96. #96 Brian Macker
    August 28, 2007

    “The same with your oh-so-fine distinction between ordinal and cardinal. They’re just integer points on a number line – you can map back and forth. There are “distances” in any metric, which you try to wipe away by fiat. That’ll only work inside your religion – the rest of us need not respect your dogma’s that say a strict (or non-strict) ordering can not be converted into a distance metric. This simply shows how far outside of science your Austrian religion is.”

    Spoken like a true crank. How many times have I hear Creationists call science, religion, and claim that scientists believe on the basis of faith.

    I gave you an example where it was clear that ordinals are different than cardinals, however without letting the cat out of the bag because I wanted you to show even more of your ignorance on the subject. I showed that you couldn’t map ordinals to cardinals in the case of two different races.

    In fact even if three runners run a single race you cannot map ordinals to cardinals merely on the basis of knowing the ordinals. Just because the one guy came in third doesn’t mean he was three times as slow, or that he arrived at the finish line exactly as far behind the second place finisher as the second place finisher did from the first.

    Now perhaps you could time them and use the cardinals to map to the ordinals but not the reverse. The situation is much worse in economics because at the lowest levels there are no cardinals to be had at all.

    Suppose I’m giving out free stuff to children in a class, a doll, a toy car, and a squirt gun. I ask them each to order them by preference. Well not only will the same items be ordered different by each kid but the preferences between them will be less or more strong. Furthermore there are no “units” to be had. Exactly how do you measure how much Billy wants the squirt gun over how much Sally wants the doll? You can’t because they are incommensurable.

    There is no mapping to be had from ordinals to cardinals because there just aren’t any cardinals. It is well understood by Austrians how prices arise from these ordinals but the method by which this happens means that the use of cardinal math is unworkable. That along with the shifting valuations people put on things makes the kind of math used by physicists inapplicable.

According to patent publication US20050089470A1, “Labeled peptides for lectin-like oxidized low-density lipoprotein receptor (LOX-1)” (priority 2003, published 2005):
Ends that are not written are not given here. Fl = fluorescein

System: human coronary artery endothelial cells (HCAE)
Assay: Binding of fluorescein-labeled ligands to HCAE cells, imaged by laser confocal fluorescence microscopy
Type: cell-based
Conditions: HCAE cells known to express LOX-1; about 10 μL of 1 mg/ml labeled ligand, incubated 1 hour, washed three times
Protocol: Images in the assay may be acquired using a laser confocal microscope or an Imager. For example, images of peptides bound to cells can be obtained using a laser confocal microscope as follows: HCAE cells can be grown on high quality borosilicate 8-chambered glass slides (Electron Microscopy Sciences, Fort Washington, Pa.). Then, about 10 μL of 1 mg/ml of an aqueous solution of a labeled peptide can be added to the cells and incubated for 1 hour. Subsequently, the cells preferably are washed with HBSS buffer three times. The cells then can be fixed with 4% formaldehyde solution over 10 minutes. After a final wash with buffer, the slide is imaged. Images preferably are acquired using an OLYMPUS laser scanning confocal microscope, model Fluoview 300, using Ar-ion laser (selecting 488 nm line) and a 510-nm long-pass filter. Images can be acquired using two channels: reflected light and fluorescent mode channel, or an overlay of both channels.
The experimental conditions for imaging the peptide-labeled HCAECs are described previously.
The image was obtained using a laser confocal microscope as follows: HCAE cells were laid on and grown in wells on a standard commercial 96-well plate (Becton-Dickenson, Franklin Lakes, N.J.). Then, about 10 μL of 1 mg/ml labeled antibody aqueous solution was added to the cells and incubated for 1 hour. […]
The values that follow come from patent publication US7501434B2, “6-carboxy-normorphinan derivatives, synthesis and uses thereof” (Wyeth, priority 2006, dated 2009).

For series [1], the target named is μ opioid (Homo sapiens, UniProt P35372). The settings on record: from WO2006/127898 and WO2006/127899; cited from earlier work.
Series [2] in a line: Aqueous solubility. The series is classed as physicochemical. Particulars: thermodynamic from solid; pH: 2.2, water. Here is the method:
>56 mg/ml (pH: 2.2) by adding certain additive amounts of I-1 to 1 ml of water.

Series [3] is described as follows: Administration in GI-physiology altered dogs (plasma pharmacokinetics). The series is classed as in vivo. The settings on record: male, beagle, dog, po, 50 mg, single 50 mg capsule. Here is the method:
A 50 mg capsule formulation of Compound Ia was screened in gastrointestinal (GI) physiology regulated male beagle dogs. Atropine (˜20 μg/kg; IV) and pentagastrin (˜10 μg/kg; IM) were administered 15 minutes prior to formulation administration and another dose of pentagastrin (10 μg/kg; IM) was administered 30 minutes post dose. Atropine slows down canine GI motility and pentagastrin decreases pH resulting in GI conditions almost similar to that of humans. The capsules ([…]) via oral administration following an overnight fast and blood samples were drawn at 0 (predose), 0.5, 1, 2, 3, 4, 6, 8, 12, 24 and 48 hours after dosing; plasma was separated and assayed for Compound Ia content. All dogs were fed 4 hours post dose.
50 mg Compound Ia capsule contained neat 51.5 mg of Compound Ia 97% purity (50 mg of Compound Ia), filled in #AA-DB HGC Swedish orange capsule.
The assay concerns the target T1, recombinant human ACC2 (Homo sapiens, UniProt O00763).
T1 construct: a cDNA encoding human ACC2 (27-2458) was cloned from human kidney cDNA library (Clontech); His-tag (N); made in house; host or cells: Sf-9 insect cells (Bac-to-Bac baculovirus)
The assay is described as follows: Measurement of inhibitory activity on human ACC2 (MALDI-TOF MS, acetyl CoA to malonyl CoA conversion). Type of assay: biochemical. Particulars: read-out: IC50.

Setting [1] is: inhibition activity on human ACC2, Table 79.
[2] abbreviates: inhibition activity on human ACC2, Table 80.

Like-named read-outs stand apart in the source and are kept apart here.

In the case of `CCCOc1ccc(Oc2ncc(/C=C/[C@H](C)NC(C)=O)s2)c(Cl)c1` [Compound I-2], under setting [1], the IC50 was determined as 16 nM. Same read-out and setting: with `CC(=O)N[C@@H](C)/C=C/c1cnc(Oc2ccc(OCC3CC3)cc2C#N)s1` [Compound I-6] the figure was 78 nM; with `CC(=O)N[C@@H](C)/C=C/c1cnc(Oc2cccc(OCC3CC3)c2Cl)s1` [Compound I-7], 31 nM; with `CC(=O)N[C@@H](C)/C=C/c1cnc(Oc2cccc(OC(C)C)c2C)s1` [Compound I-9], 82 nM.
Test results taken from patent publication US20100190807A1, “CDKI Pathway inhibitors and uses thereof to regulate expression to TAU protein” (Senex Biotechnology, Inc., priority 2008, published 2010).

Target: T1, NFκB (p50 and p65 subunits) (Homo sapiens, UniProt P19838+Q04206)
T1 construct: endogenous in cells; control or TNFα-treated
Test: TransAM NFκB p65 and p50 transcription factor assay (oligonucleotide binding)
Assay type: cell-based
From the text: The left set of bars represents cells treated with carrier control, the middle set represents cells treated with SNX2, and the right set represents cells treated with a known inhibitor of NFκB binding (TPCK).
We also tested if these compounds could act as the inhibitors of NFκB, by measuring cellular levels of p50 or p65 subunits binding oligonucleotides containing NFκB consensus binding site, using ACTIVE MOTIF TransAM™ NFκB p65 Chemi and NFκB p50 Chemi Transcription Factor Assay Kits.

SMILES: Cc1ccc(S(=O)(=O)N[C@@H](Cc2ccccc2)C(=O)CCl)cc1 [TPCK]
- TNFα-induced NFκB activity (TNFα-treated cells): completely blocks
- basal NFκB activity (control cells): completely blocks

Now I understand that this is about as unintuitive as quantum physics but that’s the way it is. Just because intuitively you think this must be based on cardinals doesn’t mean you are right. You are just self deluded.

    An economy actually works like a massive kind of multiprocessor supercomputer with hundreds of millions of processors sending signals via prices. Those prices are carrier waves for much more information than is intuitively apparent. Similar to the Einsteinian space time mollusk, a single price is a multidimensional entity spread over space and time, passing various levels of signals to the various processors. When the government steps in and sets up price controls it essentially flattens the mollusk wherever it tries to send a strong signal. The effect being that the supercomputer has dead spaces.

    Goods essentially roll down hill along the curves of the ever shifting mollusk. Thus when the government in the 70’s set oil price controls the mollusk, it raised the areas of the mollusk in the Northeast which was normally the low point in order to make oil move in that direction. So the oil stopped flowing.

    That you are unaware of all this is not surprising. Most people are ignorant of economics. What’s embarrassing is that you think you know what you are talking about. You don’t, and I haven’t even scratched the surface.